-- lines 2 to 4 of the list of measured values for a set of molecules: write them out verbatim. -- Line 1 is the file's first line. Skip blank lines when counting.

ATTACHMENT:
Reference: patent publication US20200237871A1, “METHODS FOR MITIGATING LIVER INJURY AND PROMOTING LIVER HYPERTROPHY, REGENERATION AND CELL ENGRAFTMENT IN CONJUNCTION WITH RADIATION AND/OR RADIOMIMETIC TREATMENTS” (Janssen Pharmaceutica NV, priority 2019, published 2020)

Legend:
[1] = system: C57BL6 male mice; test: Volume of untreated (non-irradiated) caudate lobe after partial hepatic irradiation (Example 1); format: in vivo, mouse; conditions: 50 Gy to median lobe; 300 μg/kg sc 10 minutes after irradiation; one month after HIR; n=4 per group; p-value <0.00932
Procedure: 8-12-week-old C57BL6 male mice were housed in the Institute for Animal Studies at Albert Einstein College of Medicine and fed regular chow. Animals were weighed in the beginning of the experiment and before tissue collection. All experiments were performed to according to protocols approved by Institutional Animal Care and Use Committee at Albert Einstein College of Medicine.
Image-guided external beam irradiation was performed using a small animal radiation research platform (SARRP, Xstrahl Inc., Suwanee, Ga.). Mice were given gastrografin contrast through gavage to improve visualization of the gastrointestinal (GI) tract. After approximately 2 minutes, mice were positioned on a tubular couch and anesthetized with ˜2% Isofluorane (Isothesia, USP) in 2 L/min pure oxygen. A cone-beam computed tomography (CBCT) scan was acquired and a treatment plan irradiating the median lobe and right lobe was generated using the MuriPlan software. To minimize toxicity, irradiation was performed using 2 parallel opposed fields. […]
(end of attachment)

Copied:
Legend:
[1] = system: C57BL6 male mice; test: Volume of untreated (non-irradiated) caudate lobe after partial hepatic irradiation (Example 1); format: in vivo, mouse; conditions: 50 Gy to median lobe; 300 μg/kg sc 10 minutes after irradiation; one month after HIR; n=4 per group; p-value <0.00932
Procedure: 8-12-week-old C57BL6 male mice were housed in the Institute for Animal Studies at Albert Einstein College of Medicine and fed regular chow. Animals were weighed in the beginning of the experiment and before tissue collection. All experiments were performed to according to protocols approved by Institutional Animal Care and Use Committee at Albert Einstein College of Medicine.